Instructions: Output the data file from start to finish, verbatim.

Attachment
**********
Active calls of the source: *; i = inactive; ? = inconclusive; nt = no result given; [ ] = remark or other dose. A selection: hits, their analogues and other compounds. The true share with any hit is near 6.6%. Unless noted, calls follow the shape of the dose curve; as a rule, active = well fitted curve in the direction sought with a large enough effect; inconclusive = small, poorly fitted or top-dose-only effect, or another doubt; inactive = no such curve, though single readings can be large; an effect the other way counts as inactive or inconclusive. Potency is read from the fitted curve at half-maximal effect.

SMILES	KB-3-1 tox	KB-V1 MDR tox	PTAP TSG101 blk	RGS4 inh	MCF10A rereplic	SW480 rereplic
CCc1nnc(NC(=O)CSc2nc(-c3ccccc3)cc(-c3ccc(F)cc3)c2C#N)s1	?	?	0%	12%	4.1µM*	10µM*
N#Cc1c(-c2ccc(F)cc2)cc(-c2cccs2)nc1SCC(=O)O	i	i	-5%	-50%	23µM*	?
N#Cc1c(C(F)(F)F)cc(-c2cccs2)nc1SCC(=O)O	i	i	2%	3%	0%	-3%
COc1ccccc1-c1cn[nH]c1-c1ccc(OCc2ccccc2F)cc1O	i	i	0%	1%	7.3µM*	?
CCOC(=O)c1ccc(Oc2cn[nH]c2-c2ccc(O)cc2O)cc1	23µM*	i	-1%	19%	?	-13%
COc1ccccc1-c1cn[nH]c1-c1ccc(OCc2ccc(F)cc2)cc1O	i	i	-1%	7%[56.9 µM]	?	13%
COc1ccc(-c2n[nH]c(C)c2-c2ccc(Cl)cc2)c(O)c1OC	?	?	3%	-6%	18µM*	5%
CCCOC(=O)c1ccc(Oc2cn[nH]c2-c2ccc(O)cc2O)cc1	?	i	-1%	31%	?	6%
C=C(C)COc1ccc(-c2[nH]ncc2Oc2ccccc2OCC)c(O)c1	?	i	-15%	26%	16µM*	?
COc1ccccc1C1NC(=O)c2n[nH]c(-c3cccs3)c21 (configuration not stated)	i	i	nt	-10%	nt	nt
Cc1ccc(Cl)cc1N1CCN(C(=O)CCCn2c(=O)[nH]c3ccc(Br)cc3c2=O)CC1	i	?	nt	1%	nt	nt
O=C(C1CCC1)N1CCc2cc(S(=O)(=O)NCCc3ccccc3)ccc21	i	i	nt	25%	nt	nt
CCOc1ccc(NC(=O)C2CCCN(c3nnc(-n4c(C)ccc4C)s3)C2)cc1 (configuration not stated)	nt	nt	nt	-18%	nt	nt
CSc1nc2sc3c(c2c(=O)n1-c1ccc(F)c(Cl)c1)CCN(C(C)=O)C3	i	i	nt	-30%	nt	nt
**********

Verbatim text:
Active calls of the source: *; i = inactive; ? = inconclusive; nt = no result given; [ ] = remark or other dose. A selection: hits, their analogues and other compounds. The true share with any hit is near 6.6%. Unless noted, calls follow the shape of the dose curve; as a rule, active = well fitted curve in the direction sought with a large enough effect; inconclusive = small, poorly fitted or top-dose-only effect, or another doubt; inactive = no such curve, though single readings can be large; an effect the other way counts as inactive or inconclusive. Potency is read from the fitted curve at half-maximal effect.

SMILES	KB-3-1 tox	KB-V1 MDR tox	PTAP TSG101 blk	RGS4 inh	MCF10A rereplic	SW480 rereplic
CCc1nnc(NC(=O)CSc2nc(-c3ccccc3)cc(-c3ccc(F)cc3)c2C#N)s1	?	?	0%	12%	4.1µM*	10µM*
N#Cc1c(-c2ccc(F)cc2)cc(-c2cccs2)nc1SCC(=O)O	i	i	-5%	-50%	23µM*	?
N#Cc1c(C(F)(F)F)cc(-c2cccs2)nc1SCC(=O)O	i	i	2%	3%	0%	-3%
COc1ccccc1-c1cn[nH]c1-c1ccc(OCc2ccccc2F)cc1O	i	i	0%	1%	7.3µM*	?
CCOC(=O)c1ccc(Oc2cn[nH]c2-c2ccc(O)cc2O)cc1	23µM*	i	-1%	19%	?	-13%
COc1ccccc1-c1cn[nH]c1-c1ccc(OCc2ccc(F)cc2)cc1O	i	i	-1%	7%[56.9 µM]	?	13%
COc1ccc(-c2n[nH]c(C)c2-c2ccc(Cl)cc2)c(O)c1OC	?	?	3%	-6%	18µM*	5%
CCCOC(=O)c1ccc(Oc2cn[nH]c2-c2ccc(O)cc2O)cc1	?	i	-1%	31%	?	6%
C=C(C)COc1ccc(-c2[nH]ncc2Oc2ccccc2OCC)c(O)c1	?	i	-15%	26%	16µM*	?
COc1ccccc1C1NC(=O)c2n[nH]c(-c3cccs3)c21 (configuration not stated)	i	i	nt	-10%	nt	nt
Cc1ccc(Cl)cc1N1CCN(C(=O)CCCn2c(=O)[nH]c3ccc(Br)cc3c2=O)CC1	i	?	nt	1%	nt	nt
O=C(C1CCC1)N1CCc2cc(S(=O)(=O)NCCc3ccccc3)ccc21	i	i	nt	25%	nt	nt
CCOc1ccc(NC(=O)C2CCCN(c3nnc(-n4c(C)ccc4C)s3)C2)cc1 (configuration not stated)	nt	nt	nt	-18%	nt	nt
CSc1nc2sc3c(c2c(=O)n1-c1ccc(F)c(Cl)c1)CCN(C(C)=O)C3	i	i	nt	-30%	nt	nt